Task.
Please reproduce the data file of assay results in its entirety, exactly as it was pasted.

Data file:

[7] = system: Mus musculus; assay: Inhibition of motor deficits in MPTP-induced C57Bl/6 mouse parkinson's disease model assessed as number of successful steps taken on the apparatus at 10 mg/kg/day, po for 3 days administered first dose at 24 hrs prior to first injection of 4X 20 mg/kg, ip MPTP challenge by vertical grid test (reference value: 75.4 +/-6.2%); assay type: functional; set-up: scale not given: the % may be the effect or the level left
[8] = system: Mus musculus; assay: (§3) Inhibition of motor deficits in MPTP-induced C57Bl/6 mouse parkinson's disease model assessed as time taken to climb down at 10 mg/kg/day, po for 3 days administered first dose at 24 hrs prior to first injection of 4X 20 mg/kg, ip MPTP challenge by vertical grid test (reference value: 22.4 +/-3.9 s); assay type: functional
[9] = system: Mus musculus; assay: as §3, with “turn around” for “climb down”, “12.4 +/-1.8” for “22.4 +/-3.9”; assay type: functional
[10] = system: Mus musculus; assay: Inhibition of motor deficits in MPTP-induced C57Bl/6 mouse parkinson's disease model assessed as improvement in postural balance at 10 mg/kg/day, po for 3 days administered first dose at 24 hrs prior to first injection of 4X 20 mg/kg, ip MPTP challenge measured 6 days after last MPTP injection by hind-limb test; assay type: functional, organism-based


[7] = system: Mus musculus; assay: Inhibition of motor deficits in MPTP-induced C57Bl/6 mouse parkinson's disease model assessed as number of successful steps taken on the apparatus at 10 mg/kg/day, po for 3 days administered first dose at 24 hrs prior to first injection of 4X 20 mg/kg, ip MPTP challenge by vertical grid test (reference value: 75.4 +/-6.2%); assay type: functional; set-up: scale not given: the % may be the effect or the level left
[8] = system: Mus musculus; assay: (§3) Inhibition of motor deficits in MPTP-induced C57Bl/6 mouse parkinson's disease model assessed as time taken to climb down at 10 mg/kg/day, po for 3 days administered first dose at 24 hrs prior to first injection of 4X 20 mg/kg, ip MPTP challenge by vertical grid test (reference value: 22.4 +/-3.9 s); assay type: functional
[9] = system: Mus musculus; assay: as §3, with “turn around” for “climb down”, “12.4 +/-1.8” for “22.4 +/-3.9”; assay type: functional
[10] = system: Mus musculus; assay: Inhibition of motor deficits in MPTP-induced C57Bl/6 mouse parkinson's disease model assessed as improvement in postural balance at 10 mg/kg/day, po for 3 days administered first dose at 24 hrs prior to first injection of 4X 20 mg/kg, ip MPTP challenge measured 6 days after last MPTP injection by hind-limb test; assay type: functional, organism-based